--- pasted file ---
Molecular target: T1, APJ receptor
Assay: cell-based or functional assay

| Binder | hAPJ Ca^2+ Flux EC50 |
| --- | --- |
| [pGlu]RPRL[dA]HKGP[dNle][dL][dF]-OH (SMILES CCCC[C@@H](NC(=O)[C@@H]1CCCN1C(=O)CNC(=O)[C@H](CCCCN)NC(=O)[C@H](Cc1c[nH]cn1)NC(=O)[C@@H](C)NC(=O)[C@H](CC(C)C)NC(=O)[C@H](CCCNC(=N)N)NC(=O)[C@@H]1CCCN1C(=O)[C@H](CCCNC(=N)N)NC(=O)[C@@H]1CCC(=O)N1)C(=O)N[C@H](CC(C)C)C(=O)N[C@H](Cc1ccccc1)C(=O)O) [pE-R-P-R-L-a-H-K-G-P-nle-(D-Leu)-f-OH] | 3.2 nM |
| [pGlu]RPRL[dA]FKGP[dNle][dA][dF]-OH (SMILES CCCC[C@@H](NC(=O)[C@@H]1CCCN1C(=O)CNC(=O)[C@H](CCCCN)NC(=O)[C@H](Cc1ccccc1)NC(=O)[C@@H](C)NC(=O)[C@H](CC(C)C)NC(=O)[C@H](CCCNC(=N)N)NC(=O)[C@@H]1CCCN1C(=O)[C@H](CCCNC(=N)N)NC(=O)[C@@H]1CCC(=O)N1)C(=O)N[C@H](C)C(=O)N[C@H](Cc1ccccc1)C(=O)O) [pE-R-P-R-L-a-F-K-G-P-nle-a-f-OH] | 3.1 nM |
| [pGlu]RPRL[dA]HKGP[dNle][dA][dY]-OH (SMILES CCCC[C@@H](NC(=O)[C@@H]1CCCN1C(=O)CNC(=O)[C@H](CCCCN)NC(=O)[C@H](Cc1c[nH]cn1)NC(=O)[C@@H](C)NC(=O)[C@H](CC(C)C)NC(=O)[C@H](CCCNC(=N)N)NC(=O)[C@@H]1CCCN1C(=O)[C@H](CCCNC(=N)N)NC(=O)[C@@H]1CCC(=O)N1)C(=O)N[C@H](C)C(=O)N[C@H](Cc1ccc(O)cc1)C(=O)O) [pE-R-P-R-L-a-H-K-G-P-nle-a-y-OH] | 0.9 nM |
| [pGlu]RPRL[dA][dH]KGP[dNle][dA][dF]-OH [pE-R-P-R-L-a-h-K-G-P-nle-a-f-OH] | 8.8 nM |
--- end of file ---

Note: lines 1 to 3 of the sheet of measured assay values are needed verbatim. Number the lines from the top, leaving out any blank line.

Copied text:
Molecular target: T1, APJ receptor
Assay: cell-based or functional assay

| Binder | hAPJ Ca^2+ Flux EC50 |